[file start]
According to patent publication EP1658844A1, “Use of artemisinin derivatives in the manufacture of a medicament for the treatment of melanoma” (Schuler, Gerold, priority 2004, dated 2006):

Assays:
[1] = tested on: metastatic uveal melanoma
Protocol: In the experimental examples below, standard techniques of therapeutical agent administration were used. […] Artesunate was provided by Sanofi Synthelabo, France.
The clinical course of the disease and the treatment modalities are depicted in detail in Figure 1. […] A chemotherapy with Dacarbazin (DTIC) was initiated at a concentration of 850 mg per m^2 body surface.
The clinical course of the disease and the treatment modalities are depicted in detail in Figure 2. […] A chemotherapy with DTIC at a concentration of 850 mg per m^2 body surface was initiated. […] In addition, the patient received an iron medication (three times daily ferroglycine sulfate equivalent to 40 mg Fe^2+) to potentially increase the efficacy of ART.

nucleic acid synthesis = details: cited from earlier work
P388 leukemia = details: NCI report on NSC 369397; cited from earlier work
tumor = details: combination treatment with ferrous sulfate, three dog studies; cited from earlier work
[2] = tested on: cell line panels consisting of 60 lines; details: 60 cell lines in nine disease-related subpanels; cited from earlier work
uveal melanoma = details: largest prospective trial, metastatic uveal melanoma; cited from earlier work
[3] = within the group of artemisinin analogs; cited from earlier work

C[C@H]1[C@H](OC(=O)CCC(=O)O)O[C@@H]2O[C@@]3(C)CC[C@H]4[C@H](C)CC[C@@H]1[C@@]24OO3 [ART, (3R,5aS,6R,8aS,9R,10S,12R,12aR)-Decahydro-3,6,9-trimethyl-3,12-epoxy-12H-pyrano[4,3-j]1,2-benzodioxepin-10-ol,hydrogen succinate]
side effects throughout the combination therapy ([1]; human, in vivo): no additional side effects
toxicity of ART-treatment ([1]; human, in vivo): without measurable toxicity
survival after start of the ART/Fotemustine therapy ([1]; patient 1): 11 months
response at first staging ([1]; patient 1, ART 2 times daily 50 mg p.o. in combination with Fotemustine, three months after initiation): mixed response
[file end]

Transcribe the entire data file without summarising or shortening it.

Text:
According to patent publication EP1658844A1, “Use of artemisinin derivatives in the manufacture of a medicament for the treatment of melanoma” (Schuler, Gerold, priority 2004, dated 2006):

Assays:
[1] = tested on: metastatic uveal melanoma
Protocol: In the experimental examples below, standard techniques of therapeutical agent administration were used. […] Artesunate was provided by Sanofi Synthelabo, France.
The clinical course of the disease and the treatment modalities are depicted in detail in Figure 1. […] A chemotherapy with Dacarbazin (DTIC) was initiated at a concentration of 850 mg per m^2 body surface.
The clinical course of the disease and the treatment modalities are depicted in detail in Figure 2. […] A chemotherapy with DTIC at a concentration of 850 mg per m^2 body surface was initiated. […] In addition, the patient received an iron medication (three times daily ferroglycine sulfate equivalent to 40 mg Fe^2+) to potentially increase the efficacy of ART.

nucleic acid synthesis = details: cited from earlier work
P388 leukemia = details: NCI report on NSC 369397; cited from earlier work
tumor = details: combination treatment with ferrous sulfate, three dog studies; cited from earlier work
[2] = tested on: cell line panels consisting of 60 lines; details: 60 cell lines in nine disease-related subpanels; cited from earlier work
uveal melanoma = details: largest prospective trial, metastatic uveal melanoma; cited from earlier work
[3] = within the group of artemisinin analogs; cited from earlier work

C[C@H]1[C@H](OC(=O)CCC(=O)O)O[C@@H]2O[C@@]3(C)CC[C@H]4[C@H](C)CC[C@@H]1[C@@]24OO3 [ART, (3R,5aS,6R,8aS,9R,10S,12R,12aR)-Decahydro-3,6,9-trimethyl-3,12-epoxy-12H-pyrano[4,3-j]1,2-benzodioxepin-10-ol,hydrogen succinate]
side effects throughout the combination therapy ([1]; human, in vivo): no additional side effects
toxicity of ART-treatment ([1]; human, in vivo): without measurable toxicity
survival after start of the ART/Fotemustine therapy ([1]; patient 1): 11 months
response at first staging ([1]; patient 1, ART 2 times daily 50 mg p.o. in combination with Fotemustine, three months after initiation): mixed response